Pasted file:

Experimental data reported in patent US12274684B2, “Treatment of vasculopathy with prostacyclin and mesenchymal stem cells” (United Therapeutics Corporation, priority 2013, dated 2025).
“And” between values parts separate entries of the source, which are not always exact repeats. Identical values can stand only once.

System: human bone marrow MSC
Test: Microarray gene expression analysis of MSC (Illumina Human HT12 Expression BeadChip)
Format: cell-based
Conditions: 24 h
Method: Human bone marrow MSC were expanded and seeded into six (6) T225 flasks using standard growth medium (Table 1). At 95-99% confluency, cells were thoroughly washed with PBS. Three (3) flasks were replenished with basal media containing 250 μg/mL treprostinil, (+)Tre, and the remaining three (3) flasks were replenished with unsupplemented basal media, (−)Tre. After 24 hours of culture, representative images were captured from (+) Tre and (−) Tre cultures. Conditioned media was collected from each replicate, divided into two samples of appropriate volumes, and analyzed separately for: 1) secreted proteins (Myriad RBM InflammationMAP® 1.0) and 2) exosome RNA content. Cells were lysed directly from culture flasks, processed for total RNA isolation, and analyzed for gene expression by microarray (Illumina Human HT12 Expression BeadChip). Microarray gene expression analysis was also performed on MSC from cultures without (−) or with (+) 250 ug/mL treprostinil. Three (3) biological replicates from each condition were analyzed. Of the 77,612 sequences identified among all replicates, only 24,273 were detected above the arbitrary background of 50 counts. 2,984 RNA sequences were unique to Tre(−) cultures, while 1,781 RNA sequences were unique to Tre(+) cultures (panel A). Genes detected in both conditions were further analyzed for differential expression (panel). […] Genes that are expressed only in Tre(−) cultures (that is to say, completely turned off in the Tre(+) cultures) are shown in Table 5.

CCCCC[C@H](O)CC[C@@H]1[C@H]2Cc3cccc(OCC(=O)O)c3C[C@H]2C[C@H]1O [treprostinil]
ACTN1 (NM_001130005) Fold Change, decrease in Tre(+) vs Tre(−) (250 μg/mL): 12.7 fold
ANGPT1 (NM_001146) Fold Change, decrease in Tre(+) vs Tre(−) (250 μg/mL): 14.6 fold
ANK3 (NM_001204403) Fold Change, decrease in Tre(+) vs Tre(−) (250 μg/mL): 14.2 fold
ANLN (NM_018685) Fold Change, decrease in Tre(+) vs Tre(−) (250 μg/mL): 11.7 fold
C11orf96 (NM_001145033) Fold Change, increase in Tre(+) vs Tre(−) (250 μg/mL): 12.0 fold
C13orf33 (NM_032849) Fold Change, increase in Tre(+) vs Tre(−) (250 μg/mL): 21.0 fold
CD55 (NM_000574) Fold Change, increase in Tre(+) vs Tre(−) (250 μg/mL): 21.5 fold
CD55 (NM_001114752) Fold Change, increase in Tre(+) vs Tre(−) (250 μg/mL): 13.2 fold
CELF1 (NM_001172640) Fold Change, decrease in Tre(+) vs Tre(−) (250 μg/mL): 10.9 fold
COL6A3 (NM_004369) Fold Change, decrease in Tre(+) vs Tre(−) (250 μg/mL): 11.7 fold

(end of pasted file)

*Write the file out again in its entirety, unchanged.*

Experimental data reported in patent US12274684B2, “Treatment of vasculopathy with prostacyclin and mesenchymal stem cells” (United Therapeutics Corporation, priority 2013, dated 2025).
“And” between values parts separate entries of the source, which are not always exact repeats. Identical values can stand only once.

System: human bone marrow MSC
Test: Microarray gene expression analysis of MSC (Illumina Human HT12 Expression BeadChip)
Format: cell-based
Conditions: 24 h
Method: Human bone marrow MSC were expanded and seeded into six (6) T225 flasks using standard growth medium (Table 1). At 95-99% confluency, cells were thoroughly washed with PBS. Three (3) flasks were replenished with basal media containing 250 μg/mL treprostinil, (+)Tre, and the remaining three (3) flasks were replenished with unsupplemented basal media, (−)Tre. After 24 hours of culture, representative images were captured from (+) Tre and (−) Tre cultures. Conditioned media was collected from each replicate, divided into two samples of appropriate volumes, and analyzed separately for: 1) secreted proteins (Myriad RBM InflammationMAP® 1.0) and 2) exosome RNA content. Cells were lysed directly from culture flasks, processed for total RNA isolation, and analyzed for gene expression by microarray (Illumina Human HT12 Expression BeadChip). Microarray gene expression analysis was also performed on MSC from cultures without (−) or with (+) 250 ug/mL treprostinil. Three (3) biological replicates from each condition were analyzed. Of the 77,612 sequences identified among all replicates, only 24,273 were detected above the arbitrary background of 50 counts. 2,984 RNA sequences were unique to Tre(−) cultures, while 1,781 RNA sequences were unique to Tre(+) cultures (panel A). Genes detected in both conditions were further analyzed for differential expression (panel). […] Genes that are expressed only in Tre(−) cultures (that is to say, completely turned off in the Tre(+) cultures) are shown in Table 5.

CCCCC[C@H](O)CC[C@@H]1[C@H]2Cc3cccc(OCC(=O)O)c3C[C@H]2C[C@H]1O [treprostinil]
ACTN1 (NM_001130005) Fold Change, decrease in Tre(+) vs Tre(−) (250 μg/mL): 12.7 fold
ANGPT1 (NM_001146) Fold Change, decrease in Tre(+) vs Tre(−) (250 μg/mL): 14.6 fold
ANK3 (NM_001204403) Fold Change, decrease in Tre(+) vs Tre(−) (250 μg/mL): 14.2 fold
ANLN (NM_018685) Fold Change, decrease in Tre(+) vs Tre(−) (250 μg/mL): 11.7 fold
C11orf96 (NM_001145033) Fold Change, increase in Tre(+) vs Tre(−) (250 μg/mL): 12.0 fold
C13orf33 (NM_032849) Fold Change, increase in Tre(+) vs Tre(−) (250 μg/mL): 21.0 fold
CD55 (NM_000574) Fold Change, increase in Tre(+) vs Tre(−) (250 μg/mL): 21.5 fold
CD55 (NM_001114752) Fold Change, increase in Tre(+) vs Tre(−) (250 μg/mL): 13.2 fold
CELF1 (NM_001172640) Fold Change, decrease in Tre(+) vs Tre(−) (250 μg/mL): 10.9 fold
COL6A3 (NM_004369) Fold Change, decrease in Tre(+) vs Tre(−) (250 μg/mL): 11.7 fold